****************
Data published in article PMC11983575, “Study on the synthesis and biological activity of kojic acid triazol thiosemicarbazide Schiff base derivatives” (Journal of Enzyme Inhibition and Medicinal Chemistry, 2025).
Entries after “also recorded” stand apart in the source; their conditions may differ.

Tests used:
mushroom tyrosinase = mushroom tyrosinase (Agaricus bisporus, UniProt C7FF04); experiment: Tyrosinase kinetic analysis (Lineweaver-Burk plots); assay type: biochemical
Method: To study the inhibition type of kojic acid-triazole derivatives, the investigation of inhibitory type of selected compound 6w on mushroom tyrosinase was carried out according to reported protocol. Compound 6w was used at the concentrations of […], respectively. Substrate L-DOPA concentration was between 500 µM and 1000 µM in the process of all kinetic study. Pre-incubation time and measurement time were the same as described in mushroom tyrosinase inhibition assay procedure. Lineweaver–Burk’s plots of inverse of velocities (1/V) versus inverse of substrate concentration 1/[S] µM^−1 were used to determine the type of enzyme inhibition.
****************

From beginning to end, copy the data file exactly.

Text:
Data published in article PMC11983575, “Study on the synthesis and biological activity of kojic acid triazol thiosemicarbazide Schiff base derivatives” (Journal of Enzyme Inhibition and Medicinal Chemistry, 2025).
Entries after “also recorded” stand apart in the source; their conditions may differ.

Tests used:
mushroom tyrosinase = mushroom tyrosinase (Agaricus bisporus, UniProt C7FF04); experiment: Tyrosinase kinetic analysis (Lineweaver-Burk plots); assay type: biochemical
Method: To study the inhibition type of kojic acid-triazole derivatives, the investigation of inhibitory type of selected compound 6w on mushroom tyrosinase was carried out according to reported protocol. Compound 6w was used at the concentrations of […], respectively. Substrate L-DOPA concentration was between 500 µM and 1000 µM in the process of all kinetic study. Pre-incubation time and measurement time were the same as described in mushroom tyrosinase inhibition assay procedure. Lineweaver–Burk’s plots of inverse of velocities (1/V) versus inverse of substrate concentration 1/[S] µM^−1 were used to determine the type of enzyme inhibition.